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How a Curious Mind can Better your Retirement
May 12, 2021

How a Curious Mind can Better your Retirement

During our transformation into retirement, Mark and I identified five pillars to focus on for success, fulfillment, and happiness. They are:

  • Physical wellness
  • Mental wellness
  • Spouse/partner relationships
  • Relationships
  • Wisdom sharing

Each of these areas have equal importance and come with excellent examples of how to develop and excel.  But here’s the thing… we can tell you to walk 20 minutes a day, seven days a week and that’s going to extend your life by 5 years. And we can back it up with science, but is that enough to get you motivated?  Likely not. 

This is where exploring your curiosity comes into play. 

Let’s consider curiosity through a different lens, more like self-reflective curiosity.  It’s curiosity that you not only identify, but like a thread, weave and craft a retirement within the five pillars, that really work for you. 

Using the example of physical wellness, be curious and start to investigate activities that appeal to you. Dig deep to do some research.  What time of day is best for you to work out?  Do you like a certain type of exercise? Are you more motivated by others in a group setting? Do you want to learn a new sport or hobby to make it more fun?  The learning process and research will help you create a connection, an intention, and commit to it.

While curiosity comes naturally to some, many adults need to develop it.  Just like any other skill or habit, it takes practice.  It has been scientifically proven that curiosity is linked to success because it leads to creativity and new discoveries.

We often talk about ways we have improved our retirement journey in our Facebook Group and on social media, and our ultimate goal is that it sparks curiosity in our followers. For example, Mark has a physical wellness vision of being physically independent at the age of 90. So what curiosity looks like to him is understanding and planning how to get there; walking 20 minutes a day, going to the gym on a consistent basis, and consuming foods that are nourishing. Keep in mind that this could look very different for you! Going to the gym might not be the best solution for you. You could get more out of yoga (something a really enjoy!), or weightlifting, or Pilates. The key is to be genuinely curious in exploring what works best for you to make your retirement vision a reality.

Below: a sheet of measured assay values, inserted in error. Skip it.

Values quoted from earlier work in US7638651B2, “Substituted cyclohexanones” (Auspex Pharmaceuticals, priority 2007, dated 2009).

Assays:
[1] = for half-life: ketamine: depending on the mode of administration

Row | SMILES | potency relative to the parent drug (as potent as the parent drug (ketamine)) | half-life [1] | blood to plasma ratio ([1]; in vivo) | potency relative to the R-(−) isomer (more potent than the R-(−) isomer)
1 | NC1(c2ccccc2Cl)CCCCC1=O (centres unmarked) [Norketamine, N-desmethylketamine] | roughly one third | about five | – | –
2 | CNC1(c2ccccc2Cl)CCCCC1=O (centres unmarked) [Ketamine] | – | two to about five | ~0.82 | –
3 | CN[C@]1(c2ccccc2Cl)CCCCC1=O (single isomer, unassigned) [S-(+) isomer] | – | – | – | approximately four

This is the time in your life where you can unlearn some things and relearn others. The five pillars we developed work for us, but maybe for you, there could be a sixth pillar, or maybe only four pillars resonate with you. Try to make room for potential growth as opposed to staying in your comfort zone of what has worked in the past. That’s the thing…the part most exciting about curiosity lies in its potential for future change.

Our curiosity helped us uncover how to have a different kind of retirement than Mark’s father, which in the end didn’t serve him well. He felt he deserved the right to have no plan. He had a “whatever happens, happens attitude.”  We witnessed how that took a toll on him over time… how he got lost in his retirement. We didn’t want that for us so we got really curious about what the next 30 years would look like. It’s not something that you just spend 10 minutes on, jot it down on a piece of paper and say, “All right, this is what we’re going to do.” We work on it and evolve every day.

Getting curious helps to design and plan your retired life, rather than going through the motions.

Over the years, we have been told by our peers that they are searching for a community where they can grow, develop, and find their passion and purpose.  Many retirees have planned their days around errands, as opposed to fulfillment. As you enter into this phase, plan to be the most curious person you’ve ever been in your life. Read books, connect with others in your community, inspire one another to stretch outside of your comfort zones.   

We challenge you to:

  1. Have the curiosity to explore that there is something more beyond traditional retirement.
  2. Change your mindset and desire change. The fixed mindset of, well, this is just the way it is, is not true. You have the power to create a different reality.  
  3. Plan for the future.  Really to be curious about your future. What does the next 20, 30, or 40 years hold for you? What does it look like?

GOAL:   As you get more curious, you can uncover and decide on benchmarks and milestones within your vision.

Your lifetime potential is unlimited.